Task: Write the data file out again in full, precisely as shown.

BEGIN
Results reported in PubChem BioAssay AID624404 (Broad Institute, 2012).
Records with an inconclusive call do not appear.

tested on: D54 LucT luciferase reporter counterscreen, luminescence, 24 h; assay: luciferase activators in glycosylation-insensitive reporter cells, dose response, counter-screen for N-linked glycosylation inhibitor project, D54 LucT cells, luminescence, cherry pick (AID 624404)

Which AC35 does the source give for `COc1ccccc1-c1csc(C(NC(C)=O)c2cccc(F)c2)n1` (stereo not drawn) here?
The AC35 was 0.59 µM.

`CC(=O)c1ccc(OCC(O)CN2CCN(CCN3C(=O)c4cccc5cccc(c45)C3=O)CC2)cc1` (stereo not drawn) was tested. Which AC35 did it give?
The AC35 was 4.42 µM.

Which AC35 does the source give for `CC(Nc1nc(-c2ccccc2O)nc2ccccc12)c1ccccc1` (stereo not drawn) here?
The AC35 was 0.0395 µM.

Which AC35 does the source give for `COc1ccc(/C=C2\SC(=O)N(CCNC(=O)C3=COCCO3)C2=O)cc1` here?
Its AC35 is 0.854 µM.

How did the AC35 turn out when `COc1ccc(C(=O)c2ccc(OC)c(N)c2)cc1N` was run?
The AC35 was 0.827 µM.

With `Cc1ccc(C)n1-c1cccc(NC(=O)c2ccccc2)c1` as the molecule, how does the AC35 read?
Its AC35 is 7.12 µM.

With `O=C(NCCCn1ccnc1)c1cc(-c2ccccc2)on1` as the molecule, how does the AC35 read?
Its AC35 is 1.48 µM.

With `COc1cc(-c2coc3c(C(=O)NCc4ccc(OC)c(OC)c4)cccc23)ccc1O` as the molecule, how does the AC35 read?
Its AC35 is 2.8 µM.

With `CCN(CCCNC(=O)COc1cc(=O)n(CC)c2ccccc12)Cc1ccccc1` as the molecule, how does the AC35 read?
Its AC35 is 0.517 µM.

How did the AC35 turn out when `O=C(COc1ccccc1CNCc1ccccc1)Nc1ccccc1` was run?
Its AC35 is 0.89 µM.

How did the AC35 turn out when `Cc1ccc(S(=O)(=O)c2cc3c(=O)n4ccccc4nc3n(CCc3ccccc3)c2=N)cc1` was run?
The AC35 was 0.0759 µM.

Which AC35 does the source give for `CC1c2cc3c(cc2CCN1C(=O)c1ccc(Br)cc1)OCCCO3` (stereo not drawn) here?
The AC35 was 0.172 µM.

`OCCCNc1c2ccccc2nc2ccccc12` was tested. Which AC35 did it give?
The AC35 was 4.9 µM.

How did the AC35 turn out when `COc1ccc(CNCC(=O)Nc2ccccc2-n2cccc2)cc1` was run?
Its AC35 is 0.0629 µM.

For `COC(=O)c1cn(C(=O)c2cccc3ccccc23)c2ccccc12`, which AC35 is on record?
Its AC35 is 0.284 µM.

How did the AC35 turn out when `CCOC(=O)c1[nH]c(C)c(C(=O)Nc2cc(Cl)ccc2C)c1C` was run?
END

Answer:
Results reported in PubChem BioAssay AID624404 (Broad Institute, 2012).
Records with an inconclusive call do not appear.

tested on: D54 LucT luciferase reporter counterscreen, luminescence, 24 h; assay: luciferase activators in glycosylation-insensitive reporter cells, dose response, counter-screen for N-linked glycosylation inhibitor project, D54 LucT cells, luminescence, cherry pick (AID 624404)

Which AC35 does the source give for `COc1ccccc1-c1csc(C(NC(C)=O)c2cccc(F)c2)n1` (stereo not drawn) here?
The AC35 was 0.59 µM.

`CC(=O)c1ccc(OCC(O)CN2CCN(CCN3C(=O)c4cccc5cccc(c45)C3=O)CC2)cc1` (stereo not drawn) was tested. Which AC35 did it give?
The AC35 was 4.42 µM.

Which AC35 does the source give for `CC(Nc1nc(-c2ccccc2O)nc2ccccc12)c1ccccc1` (stereo not drawn) here?
The AC35 was 0.0395 µM.

Which AC35 does the source give for `COc1ccc(/C=C2\SC(=O)N(CCNC(=O)C3=COCCO3)C2=O)cc1` here?
Its AC35 is 0.854 µM.

How did the AC35 turn out when `COc1ccc(C(=O)c2ccc(OC)c(N)c2)cc1N` was run?
The AC35 was 0.827 µM.

With `Cc1ccc(C)n1-c1cccc(NC(=O)c2ccccc2)c1` as the molecule, how does the AC35 read?
Its AC35 is 7.12 µM.

With `O=C(NCCCn1ccnc1)c1cc(-c2ccccc2)on1` as the molecule, how does the AC35 read?
Its AC35 is 1.48 µM.

With `COc1cc(-c2coc3c(C(=O)NCc4ccc(OC)c(OC)c4)cccc23)ccc1O` as the molecule, how does the AC35 read?
Its AC35 is 2.8 µM.

With `CCN(CCCNC(=O)COc1cc(=O)n(CC)c2ccccc12)Cc1ccccc1` as the molecule, how does the AC35 read?
Its AC35 is 0.517 µM.

How did the AC35 turn out when `O=C(COc1ccccc1CNCc1ccccc1)Nc1ccccc1` was run?
Its AC35 is 0.89 µM.

How did the AC35 turn out when `Cc1ccc(S(=O)(=O)c2cc3c(=O)n4ccccc4nc3n(CCc3ccccc3)c2=N)cc1` was run?
The AC35 was 0.0759 µM.

Which AC35 does the source give for `CC1c2cc3c(cc2CCN1C(=O)c1ccc(Br)cc1)OCCCO3` (stereo not drawn) here?
The AC35 was 0.172 µM.

`OCCCNc1c2ccccc2nc2ccccc12` was tested. Which AC35 did it give?
The AC35 was 4.9 µM.

How did the AC35 turn out when `COc1ccc(CNCC(=O)Nc2ccccc2-n2cccc2)cc1` was run?
Its AC35 is 0.0629 µM.

For `COC(=O)c1cn(C(=O)c2cccc3ccccc23)c2ccccc12`, which AC35 is on record?
Its AC35 is 0.284 µM.

How did the AC35 turn out when `CCOC(=O)c1[nH]c(C)c(C(=O)Nc2cc(Cl)ccc2C)c1C` was run?